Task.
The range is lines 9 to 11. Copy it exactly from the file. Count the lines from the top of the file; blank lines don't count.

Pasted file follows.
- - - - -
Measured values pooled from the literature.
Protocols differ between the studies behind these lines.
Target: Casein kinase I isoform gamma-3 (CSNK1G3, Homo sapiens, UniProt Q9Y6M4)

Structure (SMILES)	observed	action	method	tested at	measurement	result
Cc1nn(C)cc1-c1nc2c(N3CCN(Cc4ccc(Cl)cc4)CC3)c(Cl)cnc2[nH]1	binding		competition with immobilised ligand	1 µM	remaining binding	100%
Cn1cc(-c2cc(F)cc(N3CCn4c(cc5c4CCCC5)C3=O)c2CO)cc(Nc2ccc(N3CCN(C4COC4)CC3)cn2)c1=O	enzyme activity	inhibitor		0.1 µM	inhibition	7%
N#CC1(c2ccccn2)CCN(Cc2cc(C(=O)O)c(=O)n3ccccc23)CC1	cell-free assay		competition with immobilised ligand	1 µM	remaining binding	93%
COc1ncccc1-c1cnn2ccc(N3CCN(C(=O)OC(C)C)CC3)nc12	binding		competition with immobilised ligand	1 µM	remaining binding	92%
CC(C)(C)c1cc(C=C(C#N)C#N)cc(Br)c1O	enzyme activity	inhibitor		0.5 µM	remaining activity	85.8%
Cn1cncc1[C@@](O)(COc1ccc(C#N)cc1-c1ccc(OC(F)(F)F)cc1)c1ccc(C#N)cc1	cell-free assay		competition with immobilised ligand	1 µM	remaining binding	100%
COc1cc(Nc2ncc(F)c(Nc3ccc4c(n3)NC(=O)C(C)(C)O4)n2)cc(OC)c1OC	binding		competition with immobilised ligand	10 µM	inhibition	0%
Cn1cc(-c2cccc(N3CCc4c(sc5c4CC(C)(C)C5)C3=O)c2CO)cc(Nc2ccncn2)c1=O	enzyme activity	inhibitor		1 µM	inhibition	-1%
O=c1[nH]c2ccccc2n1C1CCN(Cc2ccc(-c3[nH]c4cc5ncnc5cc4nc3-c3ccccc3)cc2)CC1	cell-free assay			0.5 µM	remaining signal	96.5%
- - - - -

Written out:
CC(C)(C)c1cc(C=C(C#N)C#N)cc(Br)c1O	enzyme activity	inhibitor		0.5 µM	remaining activity	85.8%
Cn1cncc1[C@@](O)(COc1ccc(C#N)cc1-c1ccc(OC(F)(F)F)cc1)c1ccc(C#N)cc1	cell-free assay		competition with immobilised ligand	1 µM	remaining binding	100%
COc1cc(Nc2ncc(F)c(Nc3ccc4c(n3)NC(=O)C(C)(C)O4)n2)cc(OC)c1OC	binding		competition with immobilised ligand	10 µM	inhibition	0%